What’s exciting about independent publishing is that it’s independent, and we can do whatever we want. Even more exciting than that is the ongoing diffusion of authority, away from big-business (big 5) publishing to smaller enterprises all over the place who are freer to do what they will, publish what they will, and generally champion better art. The problem with that, of course, is that some successful indies begin to institutionalize their success in the same way, growing into that which they once reviled, and the same problem recurs: one must separate from or work against established/establishing institutions in order to continue to innovate. That said, I can’t wait for our press’ first agented submission.
How do you cope? There’s been a lot of conversation lately about charging reading fees, printing costs, rising book costs, who should pay for what, etc. Do you have any opinions on this, and would you be willing to share any insights about the numbers at Dynamo Verlag?
I started a press because I wanted to design and publish beautiful, interesting books. Print-on-demand services (we use Ingram, for instance, to print most of our books) allow us to keep costs low. There are some downsides to POD; it takes some skill to design a good looking book within the parameters of these systems. On the other hand, we don’t have to hold closets full of unsold stock, and at the same time our authors’ books will never be out of print; we will never abandon any author because of poor sales or because a print run sells out. We are not interested in eBooks at the moment, but we’re also concerned about the environment and paper usage, so…that could change down the road. I’m open to ideas if they seem to make sense with a given project. I have strong opinions about art and about publishing, and while it can sometimes be difficult to get people’s attention, I do believe that one can build a devoted, engaged community around a press, just as punk rock communities often coalesce around a particularly beloved venue. That is in part why I call the press “Dynamo Verlag.” Verlag is a small, cool German word which means “Publishing House,” and I like the idea of a publishing house, rather than, say, a publisher, or a publishing company. It feels more congenial, warmer. Along the lines of community building, I started podcasting about a year ago, interviewing writers and poets in the hopes of building awareness of some of the great literature pouring out of the indies these days. Podcasts are fun, and easier for people to take a chance on (more so than buying a random book). In our episodes we chat about the writer’s journey and motivation, and at the end of each episode there is a reading of some kind. It’s worked really well so far and I think it is a fun and natural move into promoting works of genius, eclecticism, and originality – our own books as well as those of other presses in the indie community.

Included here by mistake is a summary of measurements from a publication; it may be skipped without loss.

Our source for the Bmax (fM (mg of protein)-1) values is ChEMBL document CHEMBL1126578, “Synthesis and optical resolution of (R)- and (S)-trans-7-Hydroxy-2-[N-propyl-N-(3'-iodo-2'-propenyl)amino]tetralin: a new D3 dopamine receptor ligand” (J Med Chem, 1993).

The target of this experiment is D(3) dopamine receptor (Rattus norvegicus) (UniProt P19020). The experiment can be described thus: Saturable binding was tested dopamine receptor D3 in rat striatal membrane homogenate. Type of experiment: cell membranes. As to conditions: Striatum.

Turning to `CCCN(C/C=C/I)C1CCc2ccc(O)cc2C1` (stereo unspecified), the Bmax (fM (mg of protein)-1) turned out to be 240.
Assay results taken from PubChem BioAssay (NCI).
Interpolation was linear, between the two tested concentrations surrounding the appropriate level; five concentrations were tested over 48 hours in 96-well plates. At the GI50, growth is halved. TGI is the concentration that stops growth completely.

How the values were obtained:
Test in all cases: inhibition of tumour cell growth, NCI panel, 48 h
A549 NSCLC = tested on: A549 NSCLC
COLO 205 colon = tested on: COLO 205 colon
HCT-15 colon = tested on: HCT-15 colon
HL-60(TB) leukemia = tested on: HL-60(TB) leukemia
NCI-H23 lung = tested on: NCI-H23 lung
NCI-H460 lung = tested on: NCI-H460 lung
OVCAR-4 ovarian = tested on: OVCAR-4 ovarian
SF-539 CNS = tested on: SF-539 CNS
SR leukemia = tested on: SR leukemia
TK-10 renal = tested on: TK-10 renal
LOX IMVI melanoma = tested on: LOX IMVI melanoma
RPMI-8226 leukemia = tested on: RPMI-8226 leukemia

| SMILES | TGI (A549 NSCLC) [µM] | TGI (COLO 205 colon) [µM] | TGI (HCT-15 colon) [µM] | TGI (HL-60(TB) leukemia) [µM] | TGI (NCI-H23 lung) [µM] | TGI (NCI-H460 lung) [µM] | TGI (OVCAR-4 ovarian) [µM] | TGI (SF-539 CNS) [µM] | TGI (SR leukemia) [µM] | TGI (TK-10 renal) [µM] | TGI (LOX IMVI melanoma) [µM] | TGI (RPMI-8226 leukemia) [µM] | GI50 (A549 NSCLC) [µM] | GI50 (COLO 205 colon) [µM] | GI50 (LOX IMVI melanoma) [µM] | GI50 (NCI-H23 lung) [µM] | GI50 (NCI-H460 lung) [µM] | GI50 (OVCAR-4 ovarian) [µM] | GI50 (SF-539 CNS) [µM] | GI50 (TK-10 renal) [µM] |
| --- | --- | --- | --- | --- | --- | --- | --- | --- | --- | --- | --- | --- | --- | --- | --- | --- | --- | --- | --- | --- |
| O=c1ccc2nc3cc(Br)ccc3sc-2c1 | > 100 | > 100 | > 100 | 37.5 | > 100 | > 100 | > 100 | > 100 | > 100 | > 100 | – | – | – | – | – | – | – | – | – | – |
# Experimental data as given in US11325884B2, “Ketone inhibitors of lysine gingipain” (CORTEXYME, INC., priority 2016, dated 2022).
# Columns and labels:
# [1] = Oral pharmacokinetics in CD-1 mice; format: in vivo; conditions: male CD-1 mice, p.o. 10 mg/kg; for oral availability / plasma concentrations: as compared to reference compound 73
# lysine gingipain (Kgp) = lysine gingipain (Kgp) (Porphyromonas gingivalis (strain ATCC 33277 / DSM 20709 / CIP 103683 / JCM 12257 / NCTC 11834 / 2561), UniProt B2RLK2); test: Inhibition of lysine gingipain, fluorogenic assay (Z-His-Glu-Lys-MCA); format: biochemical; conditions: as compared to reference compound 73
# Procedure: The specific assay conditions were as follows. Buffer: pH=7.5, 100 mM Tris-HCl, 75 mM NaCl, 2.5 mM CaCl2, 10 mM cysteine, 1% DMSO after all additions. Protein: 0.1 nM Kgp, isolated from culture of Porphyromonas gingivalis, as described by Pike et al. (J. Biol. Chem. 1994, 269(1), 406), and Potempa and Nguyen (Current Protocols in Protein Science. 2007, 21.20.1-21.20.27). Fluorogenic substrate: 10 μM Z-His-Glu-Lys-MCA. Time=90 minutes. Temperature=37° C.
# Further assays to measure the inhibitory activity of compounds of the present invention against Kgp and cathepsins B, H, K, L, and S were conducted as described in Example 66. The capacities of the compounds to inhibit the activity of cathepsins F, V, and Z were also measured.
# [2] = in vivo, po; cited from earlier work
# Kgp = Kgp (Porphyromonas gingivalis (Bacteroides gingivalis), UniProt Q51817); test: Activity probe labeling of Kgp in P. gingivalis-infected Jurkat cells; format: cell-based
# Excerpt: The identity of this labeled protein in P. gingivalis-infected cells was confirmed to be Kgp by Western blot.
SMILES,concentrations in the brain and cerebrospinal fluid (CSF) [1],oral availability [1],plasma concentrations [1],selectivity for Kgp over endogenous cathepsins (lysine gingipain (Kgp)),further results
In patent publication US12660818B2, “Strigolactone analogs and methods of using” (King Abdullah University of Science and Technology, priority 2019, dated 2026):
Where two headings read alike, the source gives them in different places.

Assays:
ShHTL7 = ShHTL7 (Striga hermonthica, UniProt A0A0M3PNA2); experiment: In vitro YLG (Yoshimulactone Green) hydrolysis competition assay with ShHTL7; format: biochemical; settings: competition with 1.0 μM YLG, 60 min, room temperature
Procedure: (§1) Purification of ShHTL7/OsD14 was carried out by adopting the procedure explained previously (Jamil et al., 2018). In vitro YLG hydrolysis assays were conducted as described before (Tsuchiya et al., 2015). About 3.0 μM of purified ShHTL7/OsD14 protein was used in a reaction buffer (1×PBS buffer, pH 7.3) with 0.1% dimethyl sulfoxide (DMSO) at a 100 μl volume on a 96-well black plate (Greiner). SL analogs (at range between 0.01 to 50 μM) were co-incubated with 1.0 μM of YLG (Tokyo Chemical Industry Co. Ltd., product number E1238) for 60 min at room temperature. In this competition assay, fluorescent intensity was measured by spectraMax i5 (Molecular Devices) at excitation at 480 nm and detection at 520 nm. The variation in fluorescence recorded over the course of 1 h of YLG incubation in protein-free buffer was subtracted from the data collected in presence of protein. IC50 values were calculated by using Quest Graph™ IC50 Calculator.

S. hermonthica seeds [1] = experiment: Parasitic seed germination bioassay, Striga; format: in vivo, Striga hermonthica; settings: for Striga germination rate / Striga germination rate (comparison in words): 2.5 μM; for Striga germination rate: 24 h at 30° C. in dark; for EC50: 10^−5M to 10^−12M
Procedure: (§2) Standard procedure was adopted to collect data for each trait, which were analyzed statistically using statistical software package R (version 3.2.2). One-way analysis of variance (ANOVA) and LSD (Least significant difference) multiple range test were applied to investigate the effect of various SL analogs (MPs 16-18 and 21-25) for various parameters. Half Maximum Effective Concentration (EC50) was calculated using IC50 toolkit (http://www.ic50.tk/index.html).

Recent releases from Dynamo Verlag: